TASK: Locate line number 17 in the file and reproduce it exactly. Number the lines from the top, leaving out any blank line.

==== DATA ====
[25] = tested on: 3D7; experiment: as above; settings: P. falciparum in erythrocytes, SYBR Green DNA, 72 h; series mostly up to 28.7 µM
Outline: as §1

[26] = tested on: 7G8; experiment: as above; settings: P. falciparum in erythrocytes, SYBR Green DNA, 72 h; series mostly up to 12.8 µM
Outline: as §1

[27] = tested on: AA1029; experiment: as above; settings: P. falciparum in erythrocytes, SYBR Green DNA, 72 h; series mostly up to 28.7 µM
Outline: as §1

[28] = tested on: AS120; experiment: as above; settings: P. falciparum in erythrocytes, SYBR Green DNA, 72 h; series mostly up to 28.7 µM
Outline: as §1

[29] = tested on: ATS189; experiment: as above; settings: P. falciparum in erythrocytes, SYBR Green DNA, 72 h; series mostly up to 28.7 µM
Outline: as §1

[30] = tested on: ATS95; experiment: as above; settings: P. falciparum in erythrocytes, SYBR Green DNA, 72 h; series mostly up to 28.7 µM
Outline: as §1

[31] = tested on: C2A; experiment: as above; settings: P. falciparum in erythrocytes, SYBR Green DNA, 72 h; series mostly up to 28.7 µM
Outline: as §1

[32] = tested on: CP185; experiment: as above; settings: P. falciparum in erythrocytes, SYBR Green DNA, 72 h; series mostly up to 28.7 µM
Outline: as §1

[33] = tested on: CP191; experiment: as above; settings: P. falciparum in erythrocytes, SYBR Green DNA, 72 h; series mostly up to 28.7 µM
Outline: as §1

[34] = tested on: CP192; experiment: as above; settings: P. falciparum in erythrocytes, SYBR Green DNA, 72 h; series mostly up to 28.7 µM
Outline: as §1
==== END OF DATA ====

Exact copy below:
[33] = tested on: CP191; experiment: as above; settings: P. falciparum in erythrocytes, SYBR Green DNA, 72 h; series mostly up to 28.7 µM